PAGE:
Random Thoughts on Instructional Design
Learning is much more effective if the learner’s brain knows why what you’re about to talk about matters. The benefit and/or reason why you should learn something needs to come before the actual content. Otherwise, the learner’s brain gets to the end of what you’re telling them and says, “Oh, NOW you tell me. If you’d said that earlier, I would have paid more attention…” This process of not-paying-attention is not completely within the learner’s conscious control so, like I said, even if the person is motivated to learn this thing, their brain can still tune out during specific parts that don’t start with a compelling benefit.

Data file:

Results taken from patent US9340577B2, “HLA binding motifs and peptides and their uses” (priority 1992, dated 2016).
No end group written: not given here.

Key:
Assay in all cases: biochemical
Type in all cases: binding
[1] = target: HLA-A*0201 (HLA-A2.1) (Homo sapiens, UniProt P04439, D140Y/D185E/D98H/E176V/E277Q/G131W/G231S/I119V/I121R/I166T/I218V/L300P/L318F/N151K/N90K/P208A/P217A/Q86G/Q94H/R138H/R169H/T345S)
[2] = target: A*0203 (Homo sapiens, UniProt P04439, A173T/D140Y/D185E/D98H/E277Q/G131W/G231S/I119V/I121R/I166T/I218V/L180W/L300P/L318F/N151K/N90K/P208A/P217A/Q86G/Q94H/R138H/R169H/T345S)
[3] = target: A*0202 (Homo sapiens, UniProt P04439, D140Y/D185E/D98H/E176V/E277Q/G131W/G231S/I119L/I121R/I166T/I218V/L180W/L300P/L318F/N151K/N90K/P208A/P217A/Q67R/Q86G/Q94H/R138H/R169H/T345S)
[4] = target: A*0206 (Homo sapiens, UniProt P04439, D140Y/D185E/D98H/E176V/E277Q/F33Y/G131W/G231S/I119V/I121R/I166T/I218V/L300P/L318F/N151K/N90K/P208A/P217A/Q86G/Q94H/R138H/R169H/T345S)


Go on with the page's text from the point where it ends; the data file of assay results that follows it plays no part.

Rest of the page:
To find a “meaningful benefit”, play the “Why? Who Cares? So What?” game with someone else. Describe the thing you’re trying to explain, to which the other person asks, “Why?” Provide an answer, to which the person then asks, “Who cares?”. Provide an answer, to which the person asks, “So?” At this point, when you’re nearly ready to kill them for not getting it, you probably have the thing you should have said instead of whatever you said first (and second). The most compelling and motivating reason/benefit is almost always the thing you say only after you’ve answered at least three “Yeah, but WHY do I care?” questions.